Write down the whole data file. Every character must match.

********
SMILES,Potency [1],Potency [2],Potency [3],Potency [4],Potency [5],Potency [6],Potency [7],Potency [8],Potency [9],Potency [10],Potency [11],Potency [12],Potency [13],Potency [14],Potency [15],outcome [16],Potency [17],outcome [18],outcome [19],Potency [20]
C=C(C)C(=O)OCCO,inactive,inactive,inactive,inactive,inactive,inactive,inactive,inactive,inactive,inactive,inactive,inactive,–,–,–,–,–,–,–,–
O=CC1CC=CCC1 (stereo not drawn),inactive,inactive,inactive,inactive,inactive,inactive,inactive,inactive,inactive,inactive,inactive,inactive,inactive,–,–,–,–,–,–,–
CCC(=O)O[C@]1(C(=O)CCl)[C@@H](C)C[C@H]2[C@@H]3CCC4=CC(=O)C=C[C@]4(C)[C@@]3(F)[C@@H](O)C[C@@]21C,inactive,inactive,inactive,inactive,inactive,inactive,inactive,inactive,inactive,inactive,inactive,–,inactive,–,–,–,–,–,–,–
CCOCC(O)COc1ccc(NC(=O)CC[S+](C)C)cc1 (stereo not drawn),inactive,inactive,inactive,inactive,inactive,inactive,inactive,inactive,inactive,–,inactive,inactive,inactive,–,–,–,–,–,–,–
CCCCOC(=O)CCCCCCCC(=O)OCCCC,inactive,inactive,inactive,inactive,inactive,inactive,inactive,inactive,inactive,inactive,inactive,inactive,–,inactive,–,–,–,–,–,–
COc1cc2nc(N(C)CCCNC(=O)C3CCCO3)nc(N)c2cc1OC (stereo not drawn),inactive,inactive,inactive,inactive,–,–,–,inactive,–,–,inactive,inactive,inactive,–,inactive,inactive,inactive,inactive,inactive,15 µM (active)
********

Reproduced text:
SMILES,Potency [1],Potency [2],Potency [3],Potency [4],Potency [5],Potency [6],Potency [7],Potency [8],Potency [9],Potency [10],Potency [11],Potency [12],Potency [13],Potency [14],Potency [15],outcome [16],Potency [17],outcome [18],outcome [19],Potency [20]
C=C(C)C(=O)OCCO,inactive,inactive,inactive,inactive,inactive,inactive,inactive,inactive,inactive,inactive,inactive,inactive,–,–,–,–,–,–,–,–
O=CC1CC=CCC1 (stereo not drawn),inactive,inactive,inactive,inactive,inactive,inactive,inactive,inactive,inactive,inactive,inactive,inactive,inactive,–,–,–,–,–,–,–
CCC(=O)O[C@]1(C(=O)CCl)[C@@H](C)C[C@H]2[C@@H]3CCC4=CC(=O)C=C[C@]4(C)[C@@]3(F)[C@@H](O)C[C@@]21C,inactive,inactive,inactive,inactive,inactive,inactive,inactive,inactive,inactive,inactive,inactive,–,inactive,–,–,–,–,–,–,–
CCOCC(O)COc1ccc(NC(=O)CC[S+](C)C)cc1 (stereo not drawn),inactive,inactive,inactive,inactive,inactive,inactive,inactive,inactive,inactive,–,inactive,inactive,inactive,–,–,–,–,–,–,–
CCCCOC(=O)CCCCCCCC(=O)OCCCC,inactive,inactive,inactive,inactive,inactive,inactive,inactive,inactive,inactive,inactive,inactive,inactive,–,inactive,–,–,–,–,–,–
COc1cc2nc(N(C)CCCNC(=O)C3CCCO3)nc(N)c2cc1OC (stereo not drawn),inactive,inactive,inactive,inactive,–,–,–,inactive,–,–,inactive,inactive,inactive,–,inactive,inactive,inactive,inactive,inactive,15 µM (active)